Access your Pro+ Content below.
Bridging IT-business divide a two-way street; BI projects can help
This article is part of the December 2012, Volume 1, Issue 12 issue of BI Trends + Strategies
Today, more than ever before, there is a significant disconnect between what the business expects from its IT resources and what the IT department thinks it is delivering. Why is that? What is so fundamentally different about IT? Why don’t business departments have the same difficulty in meeting one another’s expectations? To answer those questions, let’s look at how business departments interact and then compare that to how IT functions. That way, we can identify fundamental changes that IT managers can implement to bridge this gap on business intelligence (BI) projects and other initiatives. Even in the most dysfunctional company, there is a common language understood by all business managers—profit, expenses, assets and, at a high level, customers and products or services offered. The top executives in each department have their own goals to meet but also have a fundamental understanding of the goals for other departments. There are logical metrics for determining accomplishments and progress against those goals. These ...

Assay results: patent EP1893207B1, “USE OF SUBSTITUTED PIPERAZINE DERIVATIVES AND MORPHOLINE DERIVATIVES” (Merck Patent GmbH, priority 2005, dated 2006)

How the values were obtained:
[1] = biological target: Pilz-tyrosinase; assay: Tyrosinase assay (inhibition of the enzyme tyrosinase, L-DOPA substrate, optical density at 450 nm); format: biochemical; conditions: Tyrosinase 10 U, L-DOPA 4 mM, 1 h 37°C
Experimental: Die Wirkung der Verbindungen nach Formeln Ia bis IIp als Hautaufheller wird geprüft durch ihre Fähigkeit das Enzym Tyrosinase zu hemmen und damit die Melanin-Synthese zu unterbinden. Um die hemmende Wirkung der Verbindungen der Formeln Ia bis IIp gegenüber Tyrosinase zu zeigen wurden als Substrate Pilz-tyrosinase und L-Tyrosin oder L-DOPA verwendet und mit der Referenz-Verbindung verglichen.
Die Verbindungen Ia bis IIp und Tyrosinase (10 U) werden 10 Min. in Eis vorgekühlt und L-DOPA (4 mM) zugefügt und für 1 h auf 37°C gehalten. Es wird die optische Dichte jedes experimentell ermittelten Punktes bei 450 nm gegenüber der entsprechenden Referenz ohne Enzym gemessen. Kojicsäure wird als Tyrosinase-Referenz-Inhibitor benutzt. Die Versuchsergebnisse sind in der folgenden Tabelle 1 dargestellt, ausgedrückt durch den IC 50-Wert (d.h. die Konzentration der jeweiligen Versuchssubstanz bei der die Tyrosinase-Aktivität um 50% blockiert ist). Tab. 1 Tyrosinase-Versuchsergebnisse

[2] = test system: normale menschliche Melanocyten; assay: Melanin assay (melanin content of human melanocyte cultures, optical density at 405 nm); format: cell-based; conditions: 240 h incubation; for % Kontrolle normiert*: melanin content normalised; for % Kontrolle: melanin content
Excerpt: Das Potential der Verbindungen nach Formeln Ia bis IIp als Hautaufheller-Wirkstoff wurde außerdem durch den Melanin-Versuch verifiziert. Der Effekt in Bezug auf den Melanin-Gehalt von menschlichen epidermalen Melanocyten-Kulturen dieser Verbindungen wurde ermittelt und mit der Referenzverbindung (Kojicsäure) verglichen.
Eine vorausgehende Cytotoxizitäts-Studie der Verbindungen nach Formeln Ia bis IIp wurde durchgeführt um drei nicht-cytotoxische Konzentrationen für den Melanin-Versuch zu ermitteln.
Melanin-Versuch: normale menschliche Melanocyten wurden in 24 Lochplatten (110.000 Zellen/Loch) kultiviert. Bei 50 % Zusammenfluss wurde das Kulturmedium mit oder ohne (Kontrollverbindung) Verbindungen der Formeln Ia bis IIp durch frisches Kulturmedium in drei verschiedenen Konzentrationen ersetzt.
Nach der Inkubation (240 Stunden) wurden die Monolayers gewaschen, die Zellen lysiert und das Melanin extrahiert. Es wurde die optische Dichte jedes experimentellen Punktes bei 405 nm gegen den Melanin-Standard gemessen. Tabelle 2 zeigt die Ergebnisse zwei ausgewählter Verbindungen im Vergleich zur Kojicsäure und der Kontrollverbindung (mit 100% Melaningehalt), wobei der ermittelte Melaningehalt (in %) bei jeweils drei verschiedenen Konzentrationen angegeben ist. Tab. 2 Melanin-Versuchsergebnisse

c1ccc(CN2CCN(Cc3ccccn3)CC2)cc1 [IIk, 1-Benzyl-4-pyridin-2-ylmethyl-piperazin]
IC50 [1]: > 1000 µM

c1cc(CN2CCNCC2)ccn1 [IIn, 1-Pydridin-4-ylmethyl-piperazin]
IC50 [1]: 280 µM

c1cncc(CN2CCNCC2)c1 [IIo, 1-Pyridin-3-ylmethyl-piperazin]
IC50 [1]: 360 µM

Access this PRO+ Content for Free!
By submitting your email address, you agree to receive emails regarding relevant topic offers from TechTarget and its partners. You can withdraw your consent at any time. Contact TechTarget at 275 Grove Street, Newton, MA.
Features in this issue
Everyone talks about bringing IT and the business side closer together. Maybe next year is the time to make progress on that in your organization.
The eternal gap between IT departments and business units bedevils many organizations. But there’s a way to get them on the same page, and business intelligence has a role to play.
It’s easy to foretell continued growth in big data investments next year. But proper management and governance are needed to derive real business value from all that info.
While analyzing social media data can yield valuable information, consultants caution that the process is still a complex and inexact science.